It is hardly surprising that the Prius boasts a lengthy list of standard and available active safety measures given how highly Toyota values safety. Pre-Collision warning, pedestrian recognition, automatic high beams, and Lane-Departure alert are all parts of the Toyota Safety Sense suite that are included as standard equipment on all models.

4. User-Friendly Controls

The 2018 Toyota Prius has controls that are all easily accessible and have clear markings. No need to speculate as to what a knob or button might do. From the driver’s position, it is simple to access all controls, and a number of significant controls are mounted on the steering wheel.

5. Simple Entry and Exit

It’s simple to get in and out of the car, especially up front. There is adequate height for persons of any stature to swing their legs out, and doors swing out fairly far. Additionally, you won’t have to be concerned about exiting without hitting your head on the doorframe.

6. Excellent Side and Front Visibility

Although rear view is limited, front roof pillars are sufficiently thin to provide good front and side visibility. Drivers won’t have any trouble determining how far their front bumper is from another car or the sidewalk thanks to the excellent, large front windshield.

7. There is Ample Cargo Space

The 2018 Toyota Prius has a surprisingly significant amount of cargo space, despite the fact that it may not seem like it. It is possible to maximize the luggage capacity by folding down the 60/40 split rear seats, which makes it simple to transport heavy objects.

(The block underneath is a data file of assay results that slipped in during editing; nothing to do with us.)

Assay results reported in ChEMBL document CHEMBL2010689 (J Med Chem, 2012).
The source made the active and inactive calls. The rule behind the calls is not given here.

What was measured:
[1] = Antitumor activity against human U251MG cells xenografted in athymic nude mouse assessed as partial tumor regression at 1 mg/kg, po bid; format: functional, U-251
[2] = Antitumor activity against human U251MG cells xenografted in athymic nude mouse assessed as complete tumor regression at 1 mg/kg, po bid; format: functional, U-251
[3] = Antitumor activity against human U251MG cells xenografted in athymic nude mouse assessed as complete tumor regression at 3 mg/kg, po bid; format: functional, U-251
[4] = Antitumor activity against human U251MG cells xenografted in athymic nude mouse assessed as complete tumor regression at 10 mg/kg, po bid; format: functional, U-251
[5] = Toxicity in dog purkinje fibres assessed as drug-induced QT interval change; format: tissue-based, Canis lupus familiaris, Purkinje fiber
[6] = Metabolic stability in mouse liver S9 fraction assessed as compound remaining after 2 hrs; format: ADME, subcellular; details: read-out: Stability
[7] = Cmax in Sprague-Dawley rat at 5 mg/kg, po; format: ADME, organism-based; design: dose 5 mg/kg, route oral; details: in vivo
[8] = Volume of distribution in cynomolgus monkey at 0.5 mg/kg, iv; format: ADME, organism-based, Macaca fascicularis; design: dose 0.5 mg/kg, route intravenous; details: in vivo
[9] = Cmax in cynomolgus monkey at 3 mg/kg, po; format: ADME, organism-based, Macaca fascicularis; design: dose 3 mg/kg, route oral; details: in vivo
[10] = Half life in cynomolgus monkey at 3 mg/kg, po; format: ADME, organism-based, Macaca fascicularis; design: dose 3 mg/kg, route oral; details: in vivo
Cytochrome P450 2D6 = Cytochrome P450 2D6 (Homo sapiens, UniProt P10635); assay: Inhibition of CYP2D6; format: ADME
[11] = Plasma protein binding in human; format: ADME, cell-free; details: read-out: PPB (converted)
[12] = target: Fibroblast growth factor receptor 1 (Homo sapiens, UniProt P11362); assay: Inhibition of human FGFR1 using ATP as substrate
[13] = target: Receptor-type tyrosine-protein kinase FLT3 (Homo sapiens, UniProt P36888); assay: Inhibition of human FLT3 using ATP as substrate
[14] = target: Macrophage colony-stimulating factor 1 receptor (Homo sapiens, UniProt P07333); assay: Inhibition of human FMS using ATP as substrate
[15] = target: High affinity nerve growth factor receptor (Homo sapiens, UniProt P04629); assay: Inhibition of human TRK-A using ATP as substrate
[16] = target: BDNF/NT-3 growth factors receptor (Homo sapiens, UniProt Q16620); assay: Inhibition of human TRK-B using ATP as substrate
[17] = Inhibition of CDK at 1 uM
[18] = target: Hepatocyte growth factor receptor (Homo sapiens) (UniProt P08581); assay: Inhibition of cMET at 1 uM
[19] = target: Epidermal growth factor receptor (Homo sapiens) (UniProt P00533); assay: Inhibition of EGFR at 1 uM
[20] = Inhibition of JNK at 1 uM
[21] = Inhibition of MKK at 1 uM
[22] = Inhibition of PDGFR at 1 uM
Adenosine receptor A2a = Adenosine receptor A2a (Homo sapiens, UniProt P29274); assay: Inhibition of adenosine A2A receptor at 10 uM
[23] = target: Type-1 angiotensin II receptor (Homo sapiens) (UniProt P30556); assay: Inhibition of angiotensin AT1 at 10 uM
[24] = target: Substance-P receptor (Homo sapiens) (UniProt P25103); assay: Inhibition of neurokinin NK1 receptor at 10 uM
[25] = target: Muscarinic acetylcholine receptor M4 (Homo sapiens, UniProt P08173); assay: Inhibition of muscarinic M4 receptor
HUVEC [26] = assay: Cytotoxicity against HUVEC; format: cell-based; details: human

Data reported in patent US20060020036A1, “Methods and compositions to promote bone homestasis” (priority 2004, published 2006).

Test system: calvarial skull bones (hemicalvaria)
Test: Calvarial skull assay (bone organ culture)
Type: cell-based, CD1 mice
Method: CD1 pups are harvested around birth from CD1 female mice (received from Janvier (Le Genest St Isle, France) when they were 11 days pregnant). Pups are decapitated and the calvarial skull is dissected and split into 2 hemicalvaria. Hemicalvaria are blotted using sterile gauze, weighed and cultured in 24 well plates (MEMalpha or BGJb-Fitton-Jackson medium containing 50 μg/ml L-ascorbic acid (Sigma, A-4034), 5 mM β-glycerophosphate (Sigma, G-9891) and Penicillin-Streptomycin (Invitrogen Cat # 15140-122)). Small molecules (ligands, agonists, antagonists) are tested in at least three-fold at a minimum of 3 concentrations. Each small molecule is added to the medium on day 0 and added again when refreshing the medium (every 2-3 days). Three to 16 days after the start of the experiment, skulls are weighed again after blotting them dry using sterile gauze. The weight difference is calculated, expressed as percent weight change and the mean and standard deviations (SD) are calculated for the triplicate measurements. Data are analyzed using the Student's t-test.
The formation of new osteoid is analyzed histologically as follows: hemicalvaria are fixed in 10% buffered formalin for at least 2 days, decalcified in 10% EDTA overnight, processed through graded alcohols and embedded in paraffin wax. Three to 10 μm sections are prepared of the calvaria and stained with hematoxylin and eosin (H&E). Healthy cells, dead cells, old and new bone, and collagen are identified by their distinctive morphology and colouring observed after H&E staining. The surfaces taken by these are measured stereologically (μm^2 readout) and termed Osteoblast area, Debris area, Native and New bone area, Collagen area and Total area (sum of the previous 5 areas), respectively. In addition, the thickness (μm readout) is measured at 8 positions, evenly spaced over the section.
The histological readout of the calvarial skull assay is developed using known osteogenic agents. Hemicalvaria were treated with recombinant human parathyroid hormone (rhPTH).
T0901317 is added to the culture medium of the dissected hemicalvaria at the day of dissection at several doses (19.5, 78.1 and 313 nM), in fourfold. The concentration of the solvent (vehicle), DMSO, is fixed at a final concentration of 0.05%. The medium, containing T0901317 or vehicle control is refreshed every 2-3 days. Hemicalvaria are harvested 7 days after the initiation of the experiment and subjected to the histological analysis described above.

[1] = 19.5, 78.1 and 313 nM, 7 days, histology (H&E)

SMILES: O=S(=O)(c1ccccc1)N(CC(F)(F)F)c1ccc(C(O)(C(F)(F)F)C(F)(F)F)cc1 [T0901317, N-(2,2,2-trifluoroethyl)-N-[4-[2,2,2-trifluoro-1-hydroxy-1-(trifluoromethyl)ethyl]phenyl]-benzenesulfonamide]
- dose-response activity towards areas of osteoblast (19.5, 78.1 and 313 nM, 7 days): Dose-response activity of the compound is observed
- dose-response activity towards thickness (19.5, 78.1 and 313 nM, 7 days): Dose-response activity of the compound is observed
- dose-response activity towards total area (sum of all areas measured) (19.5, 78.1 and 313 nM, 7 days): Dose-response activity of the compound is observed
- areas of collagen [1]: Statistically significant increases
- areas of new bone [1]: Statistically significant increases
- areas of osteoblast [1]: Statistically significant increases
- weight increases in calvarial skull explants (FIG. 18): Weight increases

The Infotainment System, 8.

One of the best systems available is the infotainment system from Toyota. The standard Prius comes equipped with a four-speaker radio system, Bluetooth, USB connector, and a 6.1-inch touchscreen infotainment display. As you move up in trim levels, you can add satellite radio, navigation, and the Etune app suite to the mix for a fairly affordable price.

9. Flexible Steering

On the Prius, steering feels responsive and intuitive. Any driver will observe that they receive a lot of feedback, particularly about how the steering system handles challenging curves and twisting roads. You will feel more confident performing these kinds of turns as you obtain smaller tires.

Secure Handling 10.

The Prius handles well and is a fairly sporty little car. While driving in most weather conditions, the car seems quite balanced and steady despite the tires’ little lack of traction.

buying advice